Market Spice: Week of 23 March

The outbreak of COVID-19 left few parts of the global economy untouched, with national governments struggling to coordinate swift responses. A multi-trillion dollar stimulus package in the United States, and further measures from governments around the world, spurred equities over the week, leading to record gains.

Market Spice: The Disease and the Cure

Market Spice: Week of 16 March 2020  Governments moved globally to combat the spread of the coronavirus, and to mitigate the effects of these measures on their economies. Uncertainty about the duration of the outbreak, and the policies halting social and economic activity used to combat it, produced a painful week for markets. Goldman Sachs…

Market Spice: A Supply Chain is as Strong as its Weakest Link

By Delany Higgins  Market Spice: Week of March 2nd, 2020  The spread of COVID-19 caused further volatility in markets this week, with the Organisation for Economic Cooperation and Development warning that the outbreak could halve global economic growth for the year.  The OECD cut their global forecast to as low as 1.5%, from 2.9% prior…

Market Spice: Week of February 24th, 2020

Global markets suffered dramatically over the course of the week as traders assessed the potential damage caused by the COVID-19 outbreak. On Thursday, a spokesperson from the International Monetary Fund warned that it was likely to downgrade its forecasts from global growth.

The How-to Guide on Eliminating Education Disparity in the UK

By Jurin Katayama Income inequality is the biggest challenge that the UK’s education sector faces today. From law, politics, medicine and journalism, 39% of the top positions in these fields are dominated by the 7% of the total British population that has been lucky enough to afford and receive private education. Upper-class parents are more…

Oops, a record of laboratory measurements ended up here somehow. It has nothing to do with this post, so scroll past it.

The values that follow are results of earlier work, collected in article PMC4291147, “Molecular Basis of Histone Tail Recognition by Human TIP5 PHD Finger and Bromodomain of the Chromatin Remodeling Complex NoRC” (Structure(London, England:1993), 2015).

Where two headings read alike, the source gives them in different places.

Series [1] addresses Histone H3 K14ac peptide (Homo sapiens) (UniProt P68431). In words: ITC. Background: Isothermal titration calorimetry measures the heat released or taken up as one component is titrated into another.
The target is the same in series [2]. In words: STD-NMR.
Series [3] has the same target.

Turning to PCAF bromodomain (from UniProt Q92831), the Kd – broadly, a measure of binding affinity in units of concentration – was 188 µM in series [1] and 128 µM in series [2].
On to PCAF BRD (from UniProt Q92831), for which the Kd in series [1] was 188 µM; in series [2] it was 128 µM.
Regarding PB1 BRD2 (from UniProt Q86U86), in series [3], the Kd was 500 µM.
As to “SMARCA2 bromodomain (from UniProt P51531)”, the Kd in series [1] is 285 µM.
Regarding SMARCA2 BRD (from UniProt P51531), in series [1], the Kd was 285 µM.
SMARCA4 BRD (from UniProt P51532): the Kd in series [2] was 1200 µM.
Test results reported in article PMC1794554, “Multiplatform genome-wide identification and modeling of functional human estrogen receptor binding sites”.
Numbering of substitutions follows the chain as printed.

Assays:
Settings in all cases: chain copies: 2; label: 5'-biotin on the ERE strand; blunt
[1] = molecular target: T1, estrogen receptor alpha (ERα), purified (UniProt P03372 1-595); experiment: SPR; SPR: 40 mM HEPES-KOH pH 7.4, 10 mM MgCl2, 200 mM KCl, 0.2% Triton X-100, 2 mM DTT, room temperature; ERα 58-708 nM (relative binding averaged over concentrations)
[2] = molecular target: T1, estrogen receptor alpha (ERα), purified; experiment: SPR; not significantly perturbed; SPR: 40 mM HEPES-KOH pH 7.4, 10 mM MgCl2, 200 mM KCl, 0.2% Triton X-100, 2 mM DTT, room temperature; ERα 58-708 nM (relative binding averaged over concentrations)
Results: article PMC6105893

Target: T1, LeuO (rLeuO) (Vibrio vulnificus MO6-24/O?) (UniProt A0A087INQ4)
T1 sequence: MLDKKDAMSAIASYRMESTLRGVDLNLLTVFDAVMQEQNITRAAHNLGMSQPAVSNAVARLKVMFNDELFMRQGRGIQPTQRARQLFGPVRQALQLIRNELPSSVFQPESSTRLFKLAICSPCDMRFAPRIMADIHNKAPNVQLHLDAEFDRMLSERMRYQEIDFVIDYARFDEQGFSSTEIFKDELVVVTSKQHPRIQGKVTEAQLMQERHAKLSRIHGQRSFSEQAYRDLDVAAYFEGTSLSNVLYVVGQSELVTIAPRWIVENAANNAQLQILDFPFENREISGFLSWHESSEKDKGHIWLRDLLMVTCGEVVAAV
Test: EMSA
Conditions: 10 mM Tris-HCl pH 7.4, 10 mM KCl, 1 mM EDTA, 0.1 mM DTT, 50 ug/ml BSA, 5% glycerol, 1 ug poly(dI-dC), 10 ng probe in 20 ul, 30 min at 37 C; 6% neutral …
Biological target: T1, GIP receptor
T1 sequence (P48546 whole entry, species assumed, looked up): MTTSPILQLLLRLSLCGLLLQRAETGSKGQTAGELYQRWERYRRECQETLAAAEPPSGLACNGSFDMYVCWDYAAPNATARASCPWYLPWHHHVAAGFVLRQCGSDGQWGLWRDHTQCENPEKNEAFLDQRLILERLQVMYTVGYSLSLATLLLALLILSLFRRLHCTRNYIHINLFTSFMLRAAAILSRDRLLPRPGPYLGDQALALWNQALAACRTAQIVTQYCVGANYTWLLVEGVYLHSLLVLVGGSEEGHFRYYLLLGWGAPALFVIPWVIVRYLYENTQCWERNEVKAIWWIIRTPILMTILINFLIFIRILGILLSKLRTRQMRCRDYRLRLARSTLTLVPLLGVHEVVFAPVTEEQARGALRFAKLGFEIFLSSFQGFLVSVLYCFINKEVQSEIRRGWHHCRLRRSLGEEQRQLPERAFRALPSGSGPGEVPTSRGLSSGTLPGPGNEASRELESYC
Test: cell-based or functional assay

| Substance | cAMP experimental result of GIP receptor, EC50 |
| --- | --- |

Market Spice: Week of February 17th

Market Spice: Week of February 17th, 2020  By Delany Higgins Asia  Chinese Communist Party leaders focused on business disruptions, noting that priority would be given to businesses with a high degree of integration into international supply chains. CCP officials spoke optimistically about the resumption of business in major export areas such as Guangdong and Jiangsu. …

How to Strangle a Student Town’s Economy—The St Andrews Housing Market

By Ryan Morrice There are few institutions better for a small town’s economy than a centuries-old world-renowned university. Businesses can expand over time, but they can also go bust. People can migrate to a town, boosting demand for local goods and services, but they can also leave, causing a slow irreversible decline. A university, on…

Market Spice: Week of February 10th

Week of February 10th, 2020  Delany Higgins Asia  In China, the CSI 300 and Shanghai Composite Indexes rose moderately, while Japan’s Nikkei 225 closed slightly down.  Due to new measurement techniques, China announced over 14,800 additional cases of COVID-19, though the rate of spread appeared to be decreasing.  China-U.S. relations faltered again after last week’s…

Valentine’s Day Special: Evaluating the Global Chocolate Shortage

By Jurin Katayama ‘Twas the day of Valentines, when all through St Andrews Chocolates were given, to show that they were true. Articles were flooded in all social media accounts, With click-bait titles blaring “Chocolate shortage!” to get the view counts. The culture of buying chocolates to illustrate love on an annual basis has caused…

Coronavirus’s Most Critical Patient

The brunt of the reaction has focused on the epicentre of the outbreak: the city of Wuhan, in Hubei province, though it has also extended to other areas in mainland China. If similar measures to those taken in Hubei were taken in Hong Kong, however, it could quickly spell a death-sentence for the pro-democracy movement.

Market Spice: This Week’s Roundup

On Monday, following the Lunar New Year holiday, the People’s Bank of China announced their plans to inject the equivalent of $21.7 in liquidity into the economy, as well as other measures amounting to $57 billion.